Saturday, 26 February 2005

Meta Meta Meta Data Draft 0.3

Previous drafts are 0.1, 0.1b and 0.2.

A theory of metadata

Say we have a collection of learning resources. Let call it S with elements s1, s2, s3, ... sn.

S = { s1, s2, s3, ... sn} --- (1)

Now, apply a "meta" operation, μj on each of the element in S which will produce a set M with elements m1j, m2j, m3j, ... mnj where m1j is the metadata of s1. These elements (m1j, m2j, m3j, ... mnj) are the metadata of the learning resources.

M = { m1j, m2j, m3j, ... mnj } where mijj(sj) μ sj ∈ S --- (2)

Note that elements of mij are data as well. These resources may themselves be learning resources and hence we can apply "meta" operation on these as well to produce another set of metadata. This is infinitely recursive.

What is interesting, and perhaps confusing, is that there exist more than one meta operation. In fact, there are infinite numbers of meta operations.

∃ j for μj where j ∈ {0,1,..,n,..} --- (3)

Explanation: Up to here, each element of any metadata schema (e.g. LOM or DC) is a meta operation because the result of the operation of each of the element is a specific characteristic of the underlying resource. For example, DC-creator extracts the "creator property" of the learning resource.

An agreed set of meta operations is a metadata schema, ∏.

∏ = { μ1, μ2,.., μn}

Applying all or some of the operations in ∏ on a learning resource produce a metadata record for the learning resource.

Since metadata record may be learning resources, applying all or some of the operations in ∏ is allowed. This is infinitely recursive. [Note: this concept goes beyond just a single reification, e.g. when the metadata operation is the DC creator. A second application of DC creator on the metadata is the creator of the metadata (not the original learning resource). Hence we can also describe the creator of the creator of the metadata of the learning resource.]

A subset of elements Si in a set of learning resources may have an easily identified common characteristic or property. We further define an operation, Λ, as an operation on a set Si which will extract the common characteristics/properties among all elements in the set Si to produce ζ.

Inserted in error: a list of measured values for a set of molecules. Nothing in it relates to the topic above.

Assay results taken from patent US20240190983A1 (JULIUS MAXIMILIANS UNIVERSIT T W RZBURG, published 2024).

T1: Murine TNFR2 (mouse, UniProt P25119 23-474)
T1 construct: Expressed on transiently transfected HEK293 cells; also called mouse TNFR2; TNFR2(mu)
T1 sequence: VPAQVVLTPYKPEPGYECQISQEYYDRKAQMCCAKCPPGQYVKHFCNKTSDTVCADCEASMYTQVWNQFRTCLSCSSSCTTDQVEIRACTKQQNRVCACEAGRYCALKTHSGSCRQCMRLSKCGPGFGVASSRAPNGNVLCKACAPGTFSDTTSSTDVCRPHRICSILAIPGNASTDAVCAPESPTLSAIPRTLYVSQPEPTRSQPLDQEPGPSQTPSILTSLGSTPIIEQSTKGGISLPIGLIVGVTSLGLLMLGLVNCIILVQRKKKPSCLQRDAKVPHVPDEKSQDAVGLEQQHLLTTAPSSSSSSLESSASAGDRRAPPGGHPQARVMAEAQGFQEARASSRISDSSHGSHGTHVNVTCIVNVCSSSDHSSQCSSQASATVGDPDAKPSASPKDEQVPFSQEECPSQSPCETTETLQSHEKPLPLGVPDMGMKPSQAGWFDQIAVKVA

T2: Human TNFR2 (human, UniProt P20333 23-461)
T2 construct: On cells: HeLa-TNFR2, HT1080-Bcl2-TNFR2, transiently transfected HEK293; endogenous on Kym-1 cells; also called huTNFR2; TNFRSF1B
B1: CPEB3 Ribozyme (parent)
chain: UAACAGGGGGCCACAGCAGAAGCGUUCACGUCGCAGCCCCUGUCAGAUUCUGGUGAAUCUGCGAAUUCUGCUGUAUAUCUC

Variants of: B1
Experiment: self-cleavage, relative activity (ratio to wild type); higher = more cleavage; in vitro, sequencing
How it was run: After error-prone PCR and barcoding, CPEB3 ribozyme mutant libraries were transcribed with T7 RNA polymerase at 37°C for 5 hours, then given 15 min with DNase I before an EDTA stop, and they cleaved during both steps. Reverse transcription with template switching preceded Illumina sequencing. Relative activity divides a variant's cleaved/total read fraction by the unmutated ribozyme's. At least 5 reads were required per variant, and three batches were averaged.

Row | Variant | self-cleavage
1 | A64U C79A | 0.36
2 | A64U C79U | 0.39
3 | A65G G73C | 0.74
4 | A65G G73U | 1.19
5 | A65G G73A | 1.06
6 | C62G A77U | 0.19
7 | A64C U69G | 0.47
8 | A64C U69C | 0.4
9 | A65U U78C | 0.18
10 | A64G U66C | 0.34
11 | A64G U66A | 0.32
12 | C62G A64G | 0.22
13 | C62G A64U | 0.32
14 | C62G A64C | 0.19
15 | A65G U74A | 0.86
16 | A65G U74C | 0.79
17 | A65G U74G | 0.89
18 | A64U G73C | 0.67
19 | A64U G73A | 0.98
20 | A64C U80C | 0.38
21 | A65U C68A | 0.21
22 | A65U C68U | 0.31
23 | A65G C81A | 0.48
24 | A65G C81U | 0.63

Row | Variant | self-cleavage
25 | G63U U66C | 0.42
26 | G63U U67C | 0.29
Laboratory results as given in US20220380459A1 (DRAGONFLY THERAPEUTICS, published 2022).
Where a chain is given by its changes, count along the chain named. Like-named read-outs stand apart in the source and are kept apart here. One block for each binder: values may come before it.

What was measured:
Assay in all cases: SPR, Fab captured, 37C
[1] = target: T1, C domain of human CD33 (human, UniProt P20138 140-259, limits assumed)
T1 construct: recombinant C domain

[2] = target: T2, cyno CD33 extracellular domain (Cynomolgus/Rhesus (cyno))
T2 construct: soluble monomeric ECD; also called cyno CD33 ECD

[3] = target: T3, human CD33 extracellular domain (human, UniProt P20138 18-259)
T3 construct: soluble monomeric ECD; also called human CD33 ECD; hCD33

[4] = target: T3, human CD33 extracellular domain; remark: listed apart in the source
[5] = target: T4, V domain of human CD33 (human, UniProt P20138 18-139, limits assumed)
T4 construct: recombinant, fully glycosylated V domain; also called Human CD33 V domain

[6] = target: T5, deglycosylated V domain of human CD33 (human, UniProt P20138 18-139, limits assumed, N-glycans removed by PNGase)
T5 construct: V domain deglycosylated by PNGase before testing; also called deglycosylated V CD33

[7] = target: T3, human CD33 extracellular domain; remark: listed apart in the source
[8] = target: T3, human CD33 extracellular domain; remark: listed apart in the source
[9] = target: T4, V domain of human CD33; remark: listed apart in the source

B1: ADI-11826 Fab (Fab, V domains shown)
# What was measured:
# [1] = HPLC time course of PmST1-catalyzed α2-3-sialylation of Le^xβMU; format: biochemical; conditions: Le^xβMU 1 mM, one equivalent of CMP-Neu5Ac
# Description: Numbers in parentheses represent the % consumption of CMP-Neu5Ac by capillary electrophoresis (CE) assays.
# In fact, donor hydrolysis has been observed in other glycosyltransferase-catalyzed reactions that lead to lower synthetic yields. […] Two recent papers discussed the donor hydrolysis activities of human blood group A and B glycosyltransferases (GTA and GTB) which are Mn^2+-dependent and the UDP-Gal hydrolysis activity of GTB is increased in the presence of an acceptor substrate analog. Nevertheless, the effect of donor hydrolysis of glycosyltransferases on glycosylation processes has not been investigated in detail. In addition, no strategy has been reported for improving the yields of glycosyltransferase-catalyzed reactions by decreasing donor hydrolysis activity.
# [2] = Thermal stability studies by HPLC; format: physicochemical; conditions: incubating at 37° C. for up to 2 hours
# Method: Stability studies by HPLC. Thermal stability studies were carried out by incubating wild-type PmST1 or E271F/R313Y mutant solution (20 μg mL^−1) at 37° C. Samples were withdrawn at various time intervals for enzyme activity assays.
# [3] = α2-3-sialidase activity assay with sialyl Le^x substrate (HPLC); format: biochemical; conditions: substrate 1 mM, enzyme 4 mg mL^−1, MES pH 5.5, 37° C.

Λ( Si)=ζ --- (4)

Explanation:A subset of learning resources, e.g. thesis, will have common characteristics such as "degree awarded", "Institute granting the award" or even some characteristics of the content structure. By applying an Λ operation on a set of learning resources, some learning resources will fail the Λ operation (i.e. ζ = null) while some will produce a valid value (e.g. thesis). Here we are only interested in the cases where ζ ≠ ∅ by looking at more general characteristic that applies to all learning resources or a subset of the learning resources.

Each meta operation will also produce a set of metadata carrying the implicit characteristics of the meta operation. We can

Λ( Mi)=ζ --- (5)

If all possible value of ζ is finite, we say that the meta operation μ is listable and can be constrained by a finite set of value. This set of value can be defined by a set of controlled vocabulary. In other situation, ζ may have been well defined in other community, we can leverage on the work of these communities and create better inter-operability.

Explanation: The remark on this note "In education, some resources are inter-related (e.g., academic papers may be related by citations; a PhD thesis may be related by some commonly accepted formats). In other situations, there may be dependency among resources (e.g., a lesson plan may include dependent resources such as reading material, testing items, examples)" is an application of equation 5 above.

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